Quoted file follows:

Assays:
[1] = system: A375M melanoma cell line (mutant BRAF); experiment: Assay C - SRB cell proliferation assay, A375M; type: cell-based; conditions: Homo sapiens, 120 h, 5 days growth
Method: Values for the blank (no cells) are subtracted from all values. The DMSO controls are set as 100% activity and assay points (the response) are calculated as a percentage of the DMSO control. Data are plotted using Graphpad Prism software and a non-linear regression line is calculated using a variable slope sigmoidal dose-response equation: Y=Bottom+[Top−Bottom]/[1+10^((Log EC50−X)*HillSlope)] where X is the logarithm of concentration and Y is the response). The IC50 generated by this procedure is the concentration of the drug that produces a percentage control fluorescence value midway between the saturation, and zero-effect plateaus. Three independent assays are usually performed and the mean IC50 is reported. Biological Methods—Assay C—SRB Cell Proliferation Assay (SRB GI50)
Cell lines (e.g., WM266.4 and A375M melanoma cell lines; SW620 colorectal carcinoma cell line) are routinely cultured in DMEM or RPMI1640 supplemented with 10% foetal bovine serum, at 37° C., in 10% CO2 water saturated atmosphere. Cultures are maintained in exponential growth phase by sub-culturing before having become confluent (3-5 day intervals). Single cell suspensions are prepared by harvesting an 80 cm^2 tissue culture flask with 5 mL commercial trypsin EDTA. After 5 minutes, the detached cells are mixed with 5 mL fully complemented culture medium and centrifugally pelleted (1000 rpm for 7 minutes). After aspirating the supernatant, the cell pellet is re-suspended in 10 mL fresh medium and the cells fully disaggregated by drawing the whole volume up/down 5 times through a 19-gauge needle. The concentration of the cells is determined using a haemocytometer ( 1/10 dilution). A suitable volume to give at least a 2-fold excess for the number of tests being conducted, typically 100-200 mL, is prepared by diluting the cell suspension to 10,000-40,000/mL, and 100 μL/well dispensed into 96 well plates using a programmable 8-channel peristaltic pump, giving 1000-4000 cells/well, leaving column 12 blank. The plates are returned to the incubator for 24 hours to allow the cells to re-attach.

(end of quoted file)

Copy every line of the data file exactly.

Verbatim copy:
Assays:
[1] = system: A375M melanoma cell line (mutant BRAF); experiment: Assay C - SRB cell proliferation assay, A375M; type: cell-based; conditions: Homo sapiens, 120 h, 5 days growth
Method: Values for the blank (no cells) are subtracted from all values. The DMSO controls are set as 100% activity and assay points (the response) are calculated as a percentage of the DMSO control. Data are plotted using Graphpad Prism software and a non-linear regression line is calculated using a variable slope sigmoidal dose-response equation: Y=Bottom+[Top−Bottom]/[1+10^((Log EC50−X)*HillSlope)] where X is the logarithm of concentration and Y is the response). The IC50 generated by this procedure is the concentration of the drug that produces a percentage control fluorescence value midway between the saturation, and zero-effect plateaus. Three independent assays are usually performed and the mean IC50 is reported. Biological Methods—Assay C—SRB Cell Proliferation Assay (SRB GI50)
Cell lines (e.g., WM266.4 and A375M melanoma cell lines; SW620 colorectal carcinoma cell line) are routinely cultured in DMEM or RPMI1640 supplemented with 10% foetal bovine serum, at 37° C., in 10% CO2 water saturated atmosphere. Cultures are maintained in exponential growth phase by sub-culturing before having become confluent (3-5 day intervals). Single cell suspensions are prepared by harvesting an 80 cm^2 tissue culture flask with 5 mL commercial trypsin EDTA. After 5 minutes, the detached cells are mixed with 5 mL fully complemented culture medium and centrifugally pelleted (1000 rpm for 7 minutes). After aspirating the supernatant, the cell pellet is re-suspended in 10 mL fresh medium and the cells fully disaggregated by drawing the whole volume up/down 5 times through a 19-gauge needle. The concentration of the cells is determined using a haemocytometer ( 1/10 dilution). A suitable volume to give at least a 2-fold excess for the number of tests being conducted, typically 100-200 mL, is prepared by diluting the cell suspension to 10,000-40,000/mL, and 100 μL/well dispensed into 96 well plates using a programmable 8-channel peristaltic pump, giving 1000-4000 cells/well, leaving column 12 blank. The plates are returned to the incubator for 24 hours to allow the cells to re-attach.